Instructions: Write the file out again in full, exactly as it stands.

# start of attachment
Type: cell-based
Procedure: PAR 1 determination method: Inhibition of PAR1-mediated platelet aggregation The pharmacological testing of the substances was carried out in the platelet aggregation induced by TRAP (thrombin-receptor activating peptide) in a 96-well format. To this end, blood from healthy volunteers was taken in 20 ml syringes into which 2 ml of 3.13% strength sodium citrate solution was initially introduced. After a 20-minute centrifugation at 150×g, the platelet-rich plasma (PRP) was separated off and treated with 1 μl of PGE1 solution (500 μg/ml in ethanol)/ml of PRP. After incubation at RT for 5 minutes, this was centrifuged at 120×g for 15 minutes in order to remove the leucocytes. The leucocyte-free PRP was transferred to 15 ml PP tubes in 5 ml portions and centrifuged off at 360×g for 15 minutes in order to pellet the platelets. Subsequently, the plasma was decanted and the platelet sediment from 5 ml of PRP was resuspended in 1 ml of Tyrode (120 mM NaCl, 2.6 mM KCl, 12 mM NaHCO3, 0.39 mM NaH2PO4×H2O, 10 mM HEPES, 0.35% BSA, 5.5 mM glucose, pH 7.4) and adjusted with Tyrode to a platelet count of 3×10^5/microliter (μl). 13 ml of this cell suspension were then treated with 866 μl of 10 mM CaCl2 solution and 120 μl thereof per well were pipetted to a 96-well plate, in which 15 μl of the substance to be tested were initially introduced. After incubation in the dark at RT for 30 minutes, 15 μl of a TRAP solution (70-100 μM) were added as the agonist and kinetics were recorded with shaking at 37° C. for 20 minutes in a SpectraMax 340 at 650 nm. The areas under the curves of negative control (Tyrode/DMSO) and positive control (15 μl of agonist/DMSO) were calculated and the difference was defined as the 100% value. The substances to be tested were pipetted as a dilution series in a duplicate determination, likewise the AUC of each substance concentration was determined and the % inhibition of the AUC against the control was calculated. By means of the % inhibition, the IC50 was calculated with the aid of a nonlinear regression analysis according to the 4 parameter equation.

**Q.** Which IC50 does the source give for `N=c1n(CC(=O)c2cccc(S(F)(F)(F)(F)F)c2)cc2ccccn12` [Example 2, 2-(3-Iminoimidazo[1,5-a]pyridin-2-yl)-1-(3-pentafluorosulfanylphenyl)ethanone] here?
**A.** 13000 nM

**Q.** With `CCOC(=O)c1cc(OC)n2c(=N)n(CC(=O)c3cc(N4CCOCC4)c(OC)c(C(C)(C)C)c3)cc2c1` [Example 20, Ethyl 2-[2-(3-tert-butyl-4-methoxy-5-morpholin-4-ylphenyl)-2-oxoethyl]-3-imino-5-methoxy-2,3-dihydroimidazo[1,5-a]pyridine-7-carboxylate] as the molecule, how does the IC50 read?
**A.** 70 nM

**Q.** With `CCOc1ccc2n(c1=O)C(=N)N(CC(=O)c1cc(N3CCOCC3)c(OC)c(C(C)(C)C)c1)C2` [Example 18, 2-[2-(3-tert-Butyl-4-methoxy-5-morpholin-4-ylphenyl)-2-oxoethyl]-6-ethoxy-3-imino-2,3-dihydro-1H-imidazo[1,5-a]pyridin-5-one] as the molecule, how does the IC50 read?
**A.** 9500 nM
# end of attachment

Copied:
Type: cell-based
Procedure: PAR 1 determination method: Inhibition of PAR1-mediated platelet aggregation The pharmacological testing of the substances was carried out in the platelet aggregation induced by TRAP (thrombin-receptor activating peptide) in a 96-well format. To this end, blood from healthy volunteers was taken in 20 ml syringes into which 2 ml of 3.13% strength sodium citrate solution was initially introduced. After a 20-minute centrifugation at 150×g, the platelet-rich plasma (PRP) was separated off and treated with 1 μl of PGE1 solution (500 μg/ml in ethanol)/ml of PRP. After incubation at RT for 5 minutes, this was centrifuged at 120×g for 15 minutes in order to remove the leucocytes. The leucocyte-free PRP was transferred to 15 ml PP tubes in 5 ml portions and centrifuged off at 360×g for 15 minutes in order to pellet the platelets. Subsequently, the plasma was decanted and the platelet sediment from 5 ml of PRP was resuspended in 1 ml of Tyrode (120 mM NaCl, 2.6 mM KCl, 12 mM NaHCO3, 0.39 mM NaH2PO4×H2O, 10 mM HEPES, 0.35% BSA, 5.5 mM glucose, pH 7.4) and adjusted with Tyrode to a platelet count of 3×10^5/microliter (μl). 13 ml of this cell suspension were then treated with 866 μl of 10 mM CaCl2 solution and 120 μl thereof per well were pipetted to a 96-well plate, in which 15 μl of the substance to be tested were initially introduced. After incubation in the dark at RT for 30 minutes, 15 μl of a TRAP solution (70-100 μM) were added as the agonist and kinetics were recorded with shaking at 37° C. for 20 minutes in a SpectraMax 340 at 650 nm. The areas under the curves of negative control (Tyrode/DMSO) and positive control (15 μl of agonist/DMSO) were calculated and the difference was defined as the 100% value. The substances to be tested were pipetted as a dilution series in a duplicate determination, likewise the AUC of each substance concentration was determined and the % inhibition of the AUC against the control was calculated. By means of the % inhibition, the IC50 was calculated with the aid of a nonlinear regression analysis according to the 4 parameter equation.

**Q.** Which IC50 does the source give for `N=c1n(CC(=O)c2cccc(S(F)(F)(F)(F)F)c2)cc2ccccn12` [Example 2, 2-(3-Iminoimidazo[1,5-a]pyridin-2-yl)-1-(3-pentafluorosulfanylphenyl)ethanone] here?
**A.** 13000 nM

**Q.** With `CCOC(=O)c1cc(OC)n2c(=N)n(CC(=O)c3cc(N4CCOCC4)c(OC)c(C(C)(C)C)c3)cc2c1` [Example 20, Ethyl 2-[2-(3-tert-butyl-4-methoxy-5-morpholin-4-ylphenyl)-2-oxoethyl]-3-imino-5-methoxy-2,3-dihydroimidazo[1,5-a]pyridine-7-carboxylate] as the molecule, how does the IC50 read?
**A.** 70 nM

**Q.** With `CCOc1ccc2n(c1=O)C(=N)N(CC(=O)c1cc(N3CCOCC3)c(OC)c(C(C)(C)C)c1)C2` [Example 18, 2-[2-(3-tert-Butyl-4-methoxy-5-morpholin-4-ylphenyl)-2-oxoethyl]-6-ethoxy-3-imino-2,3-dihydro-1H-imidazo[1,5-a]pyridin-5-one] as the molecule, how does the IC50 read?
**A.** 9500 nM